E. begins with a consideration of types of propaganda. We could easily agree that most Roman propaganda was "vertical," which means in fact that it was aimed downwards; also that the effectiveness of propaganda depends upon repetition. One must beware, however, of assuming repetition or indeed of being persuaded in the face of evidence that it was so. Consider the following from the chapter on Aeneas (pp. 39-41). Julius Caesar stressed his descent from Venus, but he turned this to veneration (no pun -- it is E.'s word) of Aeneas, especially after Pharsalus. There is some evidence for this, but the author says "In fact, Caesar continued to stress his descent from Venus, not Aeneas;" Aeneas is on only one coin issue. This would not seem to betoken repetition, so it comes as something as a shock to read the opening words of the next paragraph: "Caesar's emphasis on Aenean propaganda...."
To return to the opening chapter, E. states the incontestible fact that we are strictly unable to judge the effectiveness of ancient propaganda. Yet the nature of the study depends upon the assumption of effectiveness, for the possibility that there was no effect might provoke the potential and uncomfortable concomitant that the aim was not to produce propaganda at all, even taking a liberal attitude to the definition of propaganda. This is not the only area where I find the author failing to deal fully with the implications of her own statements. On p. 24 she asserts the obvious truth, when it comes to associating moneyers with what is portrayed on their coins, that "the arguments based on coin types can be circular." She is, nonetheless, consciously or otherwise, able to deploy similar arguments herself. In this area, perhaps, the temptation is too great, when the only alternative may be admission of ignorance. (Parenthetically, it should also be said that circular arguments are not always wrong). < /P>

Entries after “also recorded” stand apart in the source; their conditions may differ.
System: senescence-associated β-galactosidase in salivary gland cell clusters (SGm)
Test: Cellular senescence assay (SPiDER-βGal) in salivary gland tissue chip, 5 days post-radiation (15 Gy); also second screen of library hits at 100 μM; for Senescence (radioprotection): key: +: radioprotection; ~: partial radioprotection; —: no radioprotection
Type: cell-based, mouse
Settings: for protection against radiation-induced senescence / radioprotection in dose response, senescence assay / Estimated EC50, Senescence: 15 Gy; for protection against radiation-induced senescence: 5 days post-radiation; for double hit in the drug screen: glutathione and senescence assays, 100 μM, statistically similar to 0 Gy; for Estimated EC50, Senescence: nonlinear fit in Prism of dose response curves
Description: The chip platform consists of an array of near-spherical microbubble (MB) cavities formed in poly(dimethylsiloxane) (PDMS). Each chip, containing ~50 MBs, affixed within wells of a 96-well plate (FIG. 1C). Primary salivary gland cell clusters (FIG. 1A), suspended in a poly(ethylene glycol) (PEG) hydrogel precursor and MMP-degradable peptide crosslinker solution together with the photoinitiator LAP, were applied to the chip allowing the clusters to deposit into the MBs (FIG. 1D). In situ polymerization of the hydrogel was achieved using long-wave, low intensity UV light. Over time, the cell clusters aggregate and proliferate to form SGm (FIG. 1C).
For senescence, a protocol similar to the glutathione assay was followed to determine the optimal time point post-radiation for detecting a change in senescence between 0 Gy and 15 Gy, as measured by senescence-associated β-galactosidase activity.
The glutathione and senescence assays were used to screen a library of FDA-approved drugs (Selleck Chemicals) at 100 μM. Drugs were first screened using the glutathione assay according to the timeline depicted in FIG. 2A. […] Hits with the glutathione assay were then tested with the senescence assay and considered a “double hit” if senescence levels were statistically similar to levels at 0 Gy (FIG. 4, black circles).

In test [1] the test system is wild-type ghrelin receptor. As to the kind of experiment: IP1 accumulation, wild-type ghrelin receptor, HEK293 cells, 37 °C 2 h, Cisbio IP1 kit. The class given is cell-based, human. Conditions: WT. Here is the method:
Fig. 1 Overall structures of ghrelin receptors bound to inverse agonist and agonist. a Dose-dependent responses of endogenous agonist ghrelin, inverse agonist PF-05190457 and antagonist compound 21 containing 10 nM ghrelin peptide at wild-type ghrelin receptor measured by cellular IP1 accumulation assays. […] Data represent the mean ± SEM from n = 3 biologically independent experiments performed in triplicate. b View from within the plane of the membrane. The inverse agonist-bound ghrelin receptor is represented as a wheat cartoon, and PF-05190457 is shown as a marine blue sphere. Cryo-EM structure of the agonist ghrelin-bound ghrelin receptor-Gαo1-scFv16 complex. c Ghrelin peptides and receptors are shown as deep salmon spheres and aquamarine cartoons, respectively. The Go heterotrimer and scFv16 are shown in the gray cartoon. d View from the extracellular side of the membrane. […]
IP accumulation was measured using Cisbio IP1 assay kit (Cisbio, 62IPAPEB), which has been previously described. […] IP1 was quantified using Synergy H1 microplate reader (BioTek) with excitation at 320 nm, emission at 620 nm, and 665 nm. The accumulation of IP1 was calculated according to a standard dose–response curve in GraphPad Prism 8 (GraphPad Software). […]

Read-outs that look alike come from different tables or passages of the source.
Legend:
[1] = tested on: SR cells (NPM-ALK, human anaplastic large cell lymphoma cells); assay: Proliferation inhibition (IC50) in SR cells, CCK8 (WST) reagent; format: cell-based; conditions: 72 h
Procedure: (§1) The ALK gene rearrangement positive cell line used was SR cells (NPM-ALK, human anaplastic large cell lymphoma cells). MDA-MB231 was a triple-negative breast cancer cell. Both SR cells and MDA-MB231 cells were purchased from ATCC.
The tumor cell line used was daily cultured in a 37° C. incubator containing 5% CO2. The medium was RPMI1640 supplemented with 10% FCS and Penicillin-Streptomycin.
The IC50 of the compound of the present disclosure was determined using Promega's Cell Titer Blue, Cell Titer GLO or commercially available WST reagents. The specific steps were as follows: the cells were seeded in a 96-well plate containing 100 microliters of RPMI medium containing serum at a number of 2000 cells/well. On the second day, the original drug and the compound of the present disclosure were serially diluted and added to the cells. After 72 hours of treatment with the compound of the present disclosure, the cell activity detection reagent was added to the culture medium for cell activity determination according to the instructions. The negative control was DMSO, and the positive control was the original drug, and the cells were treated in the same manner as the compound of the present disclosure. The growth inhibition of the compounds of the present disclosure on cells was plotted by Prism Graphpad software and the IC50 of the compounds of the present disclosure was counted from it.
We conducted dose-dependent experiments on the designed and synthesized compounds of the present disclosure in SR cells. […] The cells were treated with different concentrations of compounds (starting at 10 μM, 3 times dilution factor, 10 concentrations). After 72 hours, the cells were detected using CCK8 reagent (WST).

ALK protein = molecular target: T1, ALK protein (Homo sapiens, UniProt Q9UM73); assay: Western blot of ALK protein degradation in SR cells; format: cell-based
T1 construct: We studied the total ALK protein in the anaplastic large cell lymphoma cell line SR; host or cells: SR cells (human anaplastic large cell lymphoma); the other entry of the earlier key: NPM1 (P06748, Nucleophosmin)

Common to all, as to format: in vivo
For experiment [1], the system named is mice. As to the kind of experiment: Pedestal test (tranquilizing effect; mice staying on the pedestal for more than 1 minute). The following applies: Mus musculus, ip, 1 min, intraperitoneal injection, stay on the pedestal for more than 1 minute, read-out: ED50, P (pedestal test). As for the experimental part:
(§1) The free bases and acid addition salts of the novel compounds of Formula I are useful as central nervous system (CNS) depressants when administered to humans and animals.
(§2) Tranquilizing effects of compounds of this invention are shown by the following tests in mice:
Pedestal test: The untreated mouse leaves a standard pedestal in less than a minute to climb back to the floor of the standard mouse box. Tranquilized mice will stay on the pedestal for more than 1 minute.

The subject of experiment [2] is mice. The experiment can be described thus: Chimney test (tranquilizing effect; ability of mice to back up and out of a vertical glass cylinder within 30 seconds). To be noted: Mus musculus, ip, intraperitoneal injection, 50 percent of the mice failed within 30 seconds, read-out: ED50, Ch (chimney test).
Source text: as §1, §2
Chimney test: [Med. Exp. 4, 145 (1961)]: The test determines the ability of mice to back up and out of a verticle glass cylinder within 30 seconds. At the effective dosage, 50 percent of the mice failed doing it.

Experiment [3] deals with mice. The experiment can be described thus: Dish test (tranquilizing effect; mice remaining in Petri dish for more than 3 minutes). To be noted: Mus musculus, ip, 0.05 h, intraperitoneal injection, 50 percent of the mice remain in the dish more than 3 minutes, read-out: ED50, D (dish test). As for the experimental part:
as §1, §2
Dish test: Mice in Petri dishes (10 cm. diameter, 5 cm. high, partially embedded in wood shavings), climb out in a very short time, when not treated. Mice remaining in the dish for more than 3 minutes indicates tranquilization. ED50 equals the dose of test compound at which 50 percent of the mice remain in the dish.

I think what I am pointing to here is a variety of scholarly incontinence, a lack of attention to the logic of stated positions. Two other varieties may be exemplified: lack of thought, both as to specifics and in terms of general organization, and special pleading. Beyond that there is just plain bad scholarship.
The book, as said, is not long. It could have been shorter in terms of its defined subject matter. E. falls into a habit common to many who use architectural and generally artistic evidence for the elucidation of other areas. She gives us descriptions which we don't really need -- or, at least, the relevance of which is not immediately apparent. For the purpose of understanding the sculpture on an altar I am given no reason why I need to know its dimensions or that it is of Luna marble (p. 116 n. 29). There are other footnotes which seem to show simply that E. wants to say something whether or not it is important for the subject. There is also an appendix to chapter 4 (pp. 75-86) called "Fig Trees and Wolves: Problems in the Topography of Rome," which, whatever its quality, does not seem to me to belong here, and on p. 115 we are invited to note something which "is technically outside the scope of this study" (which, strangely, I am not convinced it is; i.e., "that the sculptural program of the Temple of the Divine Augustus reflected Augustus' own plans"). The issue here is the perennial bugbear of excessive annotation, one of those professional matters noted above.
Things seem to go wrong again in chapter two, on use of coins. As propaganda, we are told, such things need to be manipulated by an organized group. When this group turns out to be as wide as "young members of the aristocracy," we must surely wonder. The statement at the end of the chapter as to "how tenuous is our supposition that coin types generally reflect an interest by the moneyer in promoting his family's ancestry" is evidently one to be forgotten as we proceed. The very assumption of such advertisement is an important part in the game of dating coin issues, an area of ancient studies where a capacity for self-induced confidence is an essential quality. The fact is, of course, that statements such as "most scholars agree" (e.g. p. 23 n. 26) prove nothing.